Right in with I. reticulata, I planted Narcissus canaliculatus.  Now this is supposed to be a good choice for a hot, dry summer and, being a species tazetta, should not require a cold period for blooming.  But so far I only have some leaves up; they are taking forever to do more.  I have not given up yet though!
A somewhat similar situation exists with Iris bukharica: one green nose...  This is supposed to be a late-bloomer, however, so we shall see.
Iris bukharica leaves
On the other hand, Ornithogalum arabicum is thriving, almost in bloom, with clusters of buds inside curiously curled sepals.
ornithogalum arabicum buds
My summer bulbs are expected in the mail any day now, so they will help to fill out the bulb presence in the garden.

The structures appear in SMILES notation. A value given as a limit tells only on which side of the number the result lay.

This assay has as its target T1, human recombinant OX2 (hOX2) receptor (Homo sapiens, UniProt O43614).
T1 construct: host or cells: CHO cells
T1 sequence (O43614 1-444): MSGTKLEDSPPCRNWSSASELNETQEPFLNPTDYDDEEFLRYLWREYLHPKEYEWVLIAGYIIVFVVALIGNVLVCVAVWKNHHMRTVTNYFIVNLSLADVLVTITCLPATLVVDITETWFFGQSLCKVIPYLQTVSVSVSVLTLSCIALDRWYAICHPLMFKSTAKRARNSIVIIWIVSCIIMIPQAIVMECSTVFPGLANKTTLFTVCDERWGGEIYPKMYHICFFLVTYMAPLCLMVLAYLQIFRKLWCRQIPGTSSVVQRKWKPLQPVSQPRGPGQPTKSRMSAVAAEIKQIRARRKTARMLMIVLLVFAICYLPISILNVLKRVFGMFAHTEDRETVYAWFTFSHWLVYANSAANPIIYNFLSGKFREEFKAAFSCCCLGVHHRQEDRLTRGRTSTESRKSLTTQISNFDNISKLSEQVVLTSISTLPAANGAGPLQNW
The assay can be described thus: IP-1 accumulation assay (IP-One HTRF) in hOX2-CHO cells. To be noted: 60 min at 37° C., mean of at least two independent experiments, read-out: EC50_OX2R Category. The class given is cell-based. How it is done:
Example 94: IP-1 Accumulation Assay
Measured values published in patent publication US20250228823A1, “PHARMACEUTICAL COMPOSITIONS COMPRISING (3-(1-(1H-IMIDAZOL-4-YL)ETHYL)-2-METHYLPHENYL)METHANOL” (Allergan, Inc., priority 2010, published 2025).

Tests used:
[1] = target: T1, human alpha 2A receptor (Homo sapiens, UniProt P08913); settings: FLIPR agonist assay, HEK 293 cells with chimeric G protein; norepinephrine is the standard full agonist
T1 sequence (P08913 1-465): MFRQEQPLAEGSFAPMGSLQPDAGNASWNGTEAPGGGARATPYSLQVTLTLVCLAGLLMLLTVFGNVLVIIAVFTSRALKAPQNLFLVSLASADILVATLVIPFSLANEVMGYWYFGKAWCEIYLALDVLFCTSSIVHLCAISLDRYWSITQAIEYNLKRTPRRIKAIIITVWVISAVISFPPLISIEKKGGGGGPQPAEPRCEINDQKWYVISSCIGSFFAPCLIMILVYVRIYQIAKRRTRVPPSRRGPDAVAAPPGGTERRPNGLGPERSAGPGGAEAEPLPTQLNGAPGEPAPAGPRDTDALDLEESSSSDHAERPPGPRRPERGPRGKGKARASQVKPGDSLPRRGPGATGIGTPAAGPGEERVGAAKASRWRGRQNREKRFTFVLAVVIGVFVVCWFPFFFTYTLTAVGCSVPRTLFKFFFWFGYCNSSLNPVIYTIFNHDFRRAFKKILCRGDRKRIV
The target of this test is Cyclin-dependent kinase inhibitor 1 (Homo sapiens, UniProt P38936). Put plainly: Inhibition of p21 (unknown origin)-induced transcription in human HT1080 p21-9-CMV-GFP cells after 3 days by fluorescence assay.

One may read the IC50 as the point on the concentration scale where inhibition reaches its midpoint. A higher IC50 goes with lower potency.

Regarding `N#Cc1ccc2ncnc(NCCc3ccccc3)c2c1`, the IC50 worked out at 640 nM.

In the meantime, having managed to grow on some promising young plants from seed, it's tempting to collect what the garden offers, isn't it?  Obviously, I haven't been deadheading the violas too carefully!
viola seedhead

Tuesday, March 17, 2015

Garden Fragrance: March

hybrid tea rose "Sterling Silver"
Running a little late for the Scents in the Garden meme this month, but here are the garden perfumes in the middle of March in the small, sunny garden.

As a matter of fact, the wonderful scent wafting through the garden at present is coming from the lemon blossoms just beyond it.  However, there are a number of fragrant plants in the garden itself.

First, the usual suspects: two Lavandula stoechas varieties and two of Salvia greggii.  L. s. "Madrid" does seem sturdier and markedly more drought-tolerant than "Blueberry Ruffles" (shown below).  Both are proving very free-blooming.  The bees adore them.
Lavendula stoechas "Blueberry Ruffles"